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Trop. Med. Infect. Dis. 2017, 2(3), 48; doi:10.3390/tropicalmed2030048

In Vivo Efficacy of a Cocktail of Human Monoclonal Antibodies (CL184) Against Diverse North American Bat Rabies Virus Variants

1
Centers for Disease Control and Prevention, 1600 Clifton Rd, Atlanta, GA 30333, USA
2
East Tennessee State University, James H. Quillen College of Medicine, Johnson City, TN 37614, USA
3
University of Texas Medical Branch, 301 University Blvd, Galveston, TX 50555, USA
4
Crucell Holland BV, Archimedesweg 4, 2333 CN Leiden, The Netherlands
5
LYSSA LLC, Cummings, GA 30040, USA
*
Author to whom correspondence should be addressed.
Received: 3 July 2017 / Revised: 8 September 2017 / Accepted: 12 September 2017 / Published: 20 September 2017
(This article belongs to the Special Issue Rabies Symptoms, Diagnosis, Prophylaxis and Treatment)
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Abstract

Following rabies virus (RABV) exposure, a combination of thorough wound washing, multiple-dose vaccine administration and the local infiltration of rabies immune globulin (RIG) are essential components of modern post-exposure prophylaxis (PEP). Although modern cell-culture-based rabies vaccines are increasingly used in many countries, RIG is much less available. The prohibitive cost of polyclonal serum RIG products has prompted a search for alternatives and design of anti-RABV monoclonal antibodies (MAbs) that can be manufactured on a large scale with a consistent potency and lower production costs. Robust in vitro neutralization activity has been demonstrated for the CL184 MAb cocktail, a 1:1 protein mixture of two human anti-RABV MAbs (CR57/CR4098), against a large panel of RABV isolates. In this study, we used a hamster model to evaluate the efficacy of experimental PEP against a lethal challenge. Various doses of CL184 and commercial rabies vaccine were assessed for the ability to protect against lethal infection with representatives of four distinct bat RABV lineages of public health relevance: silver-haired bat (Ln RABV); western canyon bat (Ph RABV); big brown bat (Ef-w1 RABV) and Mexican free-tailed bat RABV (Tb RABV). 42–100% of animals survived bat RABV infection when CL184 (in combination with the vaccine) was administered. A dose-response relationship was observed with decreasing doses of CL184 resulting in increasing mortality. Importantly, CL184 was highly effective in neutralizing and clearing Ph RABV in vivo, even though CR4098 does not neutralize this virus in vitro. By comparison, 19–95% survivorship was observed if human RIG (20 IU/kg) and vaccine were used following challenge with different bat viruses. Based on our results, CL184 represents an efficacious alternative for RIG. Both large-scale and lower cost production could ensure better availability and affordability of this critical life-saving biologic in rabies enzootic countries and as such, significantly contribute to the reduction of human rabies deaths globally. View Full-Text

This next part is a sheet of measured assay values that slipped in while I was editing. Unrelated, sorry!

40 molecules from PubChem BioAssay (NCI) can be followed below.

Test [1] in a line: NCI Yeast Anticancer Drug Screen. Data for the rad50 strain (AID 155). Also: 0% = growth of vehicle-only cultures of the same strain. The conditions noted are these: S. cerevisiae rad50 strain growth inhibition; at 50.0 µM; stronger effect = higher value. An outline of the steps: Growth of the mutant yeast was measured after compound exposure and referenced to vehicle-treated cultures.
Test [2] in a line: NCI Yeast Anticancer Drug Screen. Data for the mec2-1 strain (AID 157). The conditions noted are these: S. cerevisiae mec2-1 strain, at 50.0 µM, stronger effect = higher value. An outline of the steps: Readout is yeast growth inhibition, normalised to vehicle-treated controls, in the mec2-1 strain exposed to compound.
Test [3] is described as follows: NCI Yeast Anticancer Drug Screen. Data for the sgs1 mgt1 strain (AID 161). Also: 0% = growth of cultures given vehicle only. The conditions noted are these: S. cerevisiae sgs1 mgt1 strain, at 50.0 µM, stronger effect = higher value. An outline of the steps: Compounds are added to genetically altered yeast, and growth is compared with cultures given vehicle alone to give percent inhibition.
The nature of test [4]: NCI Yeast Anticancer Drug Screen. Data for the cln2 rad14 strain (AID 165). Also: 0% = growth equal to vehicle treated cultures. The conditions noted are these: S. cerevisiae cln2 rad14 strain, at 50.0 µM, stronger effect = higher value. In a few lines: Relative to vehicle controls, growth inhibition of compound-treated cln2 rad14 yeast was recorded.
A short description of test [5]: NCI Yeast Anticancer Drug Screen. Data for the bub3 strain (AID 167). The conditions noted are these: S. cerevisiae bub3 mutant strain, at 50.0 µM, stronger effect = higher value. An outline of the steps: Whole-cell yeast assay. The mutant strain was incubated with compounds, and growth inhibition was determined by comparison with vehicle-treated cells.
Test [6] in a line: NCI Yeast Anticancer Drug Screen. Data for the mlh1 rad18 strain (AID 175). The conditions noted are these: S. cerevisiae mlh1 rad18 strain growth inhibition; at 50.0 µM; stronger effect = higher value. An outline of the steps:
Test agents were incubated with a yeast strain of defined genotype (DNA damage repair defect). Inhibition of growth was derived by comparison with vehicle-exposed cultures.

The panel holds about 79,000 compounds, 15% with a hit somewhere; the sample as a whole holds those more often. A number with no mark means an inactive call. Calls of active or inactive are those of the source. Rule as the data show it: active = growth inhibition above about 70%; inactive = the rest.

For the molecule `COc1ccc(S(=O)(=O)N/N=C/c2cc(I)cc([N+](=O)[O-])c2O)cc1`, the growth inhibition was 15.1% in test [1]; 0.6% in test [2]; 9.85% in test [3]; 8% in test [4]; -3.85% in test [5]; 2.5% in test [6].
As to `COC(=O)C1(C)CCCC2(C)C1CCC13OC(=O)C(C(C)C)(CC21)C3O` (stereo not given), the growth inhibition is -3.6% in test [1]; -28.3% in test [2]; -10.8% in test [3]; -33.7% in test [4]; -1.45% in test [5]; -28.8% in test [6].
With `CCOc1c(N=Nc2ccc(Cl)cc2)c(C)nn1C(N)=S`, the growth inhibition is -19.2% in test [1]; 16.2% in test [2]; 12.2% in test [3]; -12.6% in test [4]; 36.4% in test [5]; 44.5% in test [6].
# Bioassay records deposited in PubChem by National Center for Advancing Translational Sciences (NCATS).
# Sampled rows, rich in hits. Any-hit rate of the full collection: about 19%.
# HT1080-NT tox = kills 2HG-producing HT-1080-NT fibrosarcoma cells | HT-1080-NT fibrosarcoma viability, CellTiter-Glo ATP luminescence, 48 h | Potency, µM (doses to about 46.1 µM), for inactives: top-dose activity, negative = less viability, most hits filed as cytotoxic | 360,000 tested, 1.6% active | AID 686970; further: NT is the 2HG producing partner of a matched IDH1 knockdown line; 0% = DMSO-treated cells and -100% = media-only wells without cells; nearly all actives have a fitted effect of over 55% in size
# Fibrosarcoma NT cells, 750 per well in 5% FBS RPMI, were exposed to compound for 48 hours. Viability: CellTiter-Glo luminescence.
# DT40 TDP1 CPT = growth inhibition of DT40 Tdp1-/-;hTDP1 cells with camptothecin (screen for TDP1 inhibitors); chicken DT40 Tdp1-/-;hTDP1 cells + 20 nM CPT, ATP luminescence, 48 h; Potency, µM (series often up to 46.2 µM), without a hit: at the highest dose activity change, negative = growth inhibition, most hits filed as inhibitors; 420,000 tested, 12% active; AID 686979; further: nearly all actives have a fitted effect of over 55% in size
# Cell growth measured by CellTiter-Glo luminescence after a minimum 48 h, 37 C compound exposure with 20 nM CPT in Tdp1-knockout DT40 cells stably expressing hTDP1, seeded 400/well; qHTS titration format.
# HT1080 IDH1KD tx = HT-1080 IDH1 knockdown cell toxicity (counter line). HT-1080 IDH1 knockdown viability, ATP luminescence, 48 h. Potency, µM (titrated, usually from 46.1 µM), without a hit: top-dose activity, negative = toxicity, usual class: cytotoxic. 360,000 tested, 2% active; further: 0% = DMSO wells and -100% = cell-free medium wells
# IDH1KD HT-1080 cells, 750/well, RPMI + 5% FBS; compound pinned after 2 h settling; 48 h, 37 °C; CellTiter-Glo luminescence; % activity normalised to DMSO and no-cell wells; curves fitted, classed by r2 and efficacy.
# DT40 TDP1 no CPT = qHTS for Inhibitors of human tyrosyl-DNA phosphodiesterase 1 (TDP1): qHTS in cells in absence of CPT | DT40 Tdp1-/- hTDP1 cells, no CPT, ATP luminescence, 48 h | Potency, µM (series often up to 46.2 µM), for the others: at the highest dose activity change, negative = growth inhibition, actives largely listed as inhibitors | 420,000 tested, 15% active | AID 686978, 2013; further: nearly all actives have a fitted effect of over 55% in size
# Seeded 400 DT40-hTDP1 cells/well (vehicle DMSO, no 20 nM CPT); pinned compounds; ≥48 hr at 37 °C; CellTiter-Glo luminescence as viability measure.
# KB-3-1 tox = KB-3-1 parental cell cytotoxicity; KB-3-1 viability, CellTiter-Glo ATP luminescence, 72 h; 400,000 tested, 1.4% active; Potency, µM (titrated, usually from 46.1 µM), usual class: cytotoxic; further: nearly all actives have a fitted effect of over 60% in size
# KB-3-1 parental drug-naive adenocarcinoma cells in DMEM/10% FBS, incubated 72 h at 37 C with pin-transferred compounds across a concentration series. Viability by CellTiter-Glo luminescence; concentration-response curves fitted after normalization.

Keywords: bat viral diseases; monoclonal antibody; immune globulin; lyssavirus; post-exposure prophylaxis; rabies; vaccine; zoonosis bat viral diseases; monoclonal antibody; immune globulin; lyssavirus; post-exposure prophylaxis; rabies; vaccine; zoonosis
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Franka, R.; Carson, W.C.; Ellison, J.A.; Taylor, S.T.; Smith, T.G.; Kuzmina, N.A.; Kuzmin, I.V.; Marissen, W.E.; Rupprecht, C.E. In Vivo Efficacy of a Cocktail of Human Monoclonal Antibodies (CL184) Against Diverse North American Bat Rabies Virus Variants. Trop. Med. Infect. Dis. 2017, 2, 48.

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